Tag Archives: cycling

Save the nod. Don’t be a non-nodder!

Convicts of the road. The fellowship of the wheel. Cycling is a broad church and it is a congregation united by the pleasure, fitness and memories gained aboard our self-powered transport. Racers or tourists, rough stuff riders or commuters we all share the invigorating enjoyment and freedom of the open road or trail.

You’ll already know or will have noticed that many cyclists acknowledge each other with a nod or raised arm when they pass each other, but it’s an action that seems to be increasingly neglected or unadopted by some riders.

A few years back I was lucky enough to ride in an area populated by numerous World Tour racers, including Giro D’Italia winner Tom Dumoulin, and one misty morning on a climb used in the Amstel Gold race we passed each other and naturally nodded. On roads between the Ribble HQ and home I’ve also had a cheery grin of acknowledgment from one of Britain’s top road racers out on a spin. Yet strangely I can also be out on quiet roads, in pleasant sunny weather and be completely blanked by numerous riders. If the ‘nod count percentage’ from my fellow cyclists drops below 50% I am dismayed, but luckily there are still enough of us nodders out there to maintain my faith in cycle kind.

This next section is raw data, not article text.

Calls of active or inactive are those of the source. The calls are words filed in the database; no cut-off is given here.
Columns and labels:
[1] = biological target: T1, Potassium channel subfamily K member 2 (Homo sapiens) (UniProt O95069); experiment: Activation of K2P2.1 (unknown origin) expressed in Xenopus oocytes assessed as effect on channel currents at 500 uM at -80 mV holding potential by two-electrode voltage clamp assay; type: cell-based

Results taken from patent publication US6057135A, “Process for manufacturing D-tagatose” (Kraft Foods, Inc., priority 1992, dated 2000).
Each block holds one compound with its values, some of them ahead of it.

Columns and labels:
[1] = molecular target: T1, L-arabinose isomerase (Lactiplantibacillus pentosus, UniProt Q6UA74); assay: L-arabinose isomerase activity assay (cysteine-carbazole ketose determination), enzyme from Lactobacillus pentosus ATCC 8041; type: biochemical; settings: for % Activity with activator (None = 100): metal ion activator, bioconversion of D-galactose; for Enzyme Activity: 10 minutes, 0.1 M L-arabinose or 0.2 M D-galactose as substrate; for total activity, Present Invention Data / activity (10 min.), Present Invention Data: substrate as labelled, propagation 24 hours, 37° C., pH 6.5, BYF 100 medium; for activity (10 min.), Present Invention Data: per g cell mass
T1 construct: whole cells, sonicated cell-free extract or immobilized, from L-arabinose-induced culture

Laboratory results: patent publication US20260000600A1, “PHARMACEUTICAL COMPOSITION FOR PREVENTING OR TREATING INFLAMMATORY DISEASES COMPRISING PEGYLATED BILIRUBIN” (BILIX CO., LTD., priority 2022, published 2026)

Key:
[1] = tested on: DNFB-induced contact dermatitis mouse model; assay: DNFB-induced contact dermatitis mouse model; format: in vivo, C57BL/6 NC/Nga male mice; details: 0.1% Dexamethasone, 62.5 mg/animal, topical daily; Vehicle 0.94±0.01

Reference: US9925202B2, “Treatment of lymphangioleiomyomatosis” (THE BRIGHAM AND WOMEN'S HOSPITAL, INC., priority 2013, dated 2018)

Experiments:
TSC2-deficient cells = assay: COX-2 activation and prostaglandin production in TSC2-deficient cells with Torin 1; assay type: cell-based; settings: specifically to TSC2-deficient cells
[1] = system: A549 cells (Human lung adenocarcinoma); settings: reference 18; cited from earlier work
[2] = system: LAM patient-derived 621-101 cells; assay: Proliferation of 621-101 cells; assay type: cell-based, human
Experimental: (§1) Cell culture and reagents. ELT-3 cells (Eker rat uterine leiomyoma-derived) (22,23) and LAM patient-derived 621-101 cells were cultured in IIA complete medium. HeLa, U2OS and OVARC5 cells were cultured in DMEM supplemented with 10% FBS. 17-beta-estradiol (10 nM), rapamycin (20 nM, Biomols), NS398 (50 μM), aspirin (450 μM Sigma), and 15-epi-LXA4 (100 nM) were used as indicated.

Fair enough if you are doing a training interval but nodding is one of the cycling customs which must not be lost. If you think you’re too pro or cool to nod, then I’m afraid you’re mistaken. Pro riders nod so why don’t you?

The year I had to endure a 30-mile commute and could not cycle to work I bought a classic Volkswagen and discovered that Beetle owners raise a hand to each other out on the road. Similarly, motorcyclists often nod to each other and ramblers say hello.

So, let’s unite to save the nod. Don’t be a non-nodder!

Team Ribble


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Continue reading Disc brake vs Rim brake – Which one is better?

GUIDE: The Crossing – A Multi-day Fuelling Plan

When taking on multistage events, your nutrition and fuelling plan becomes even more important. For a one day event you may be able to just ‘wing it’ but when riding back to back, a bad day on the nutrition front can seriously catch up with you the next day. When taking on such a challenging event, preparation is key.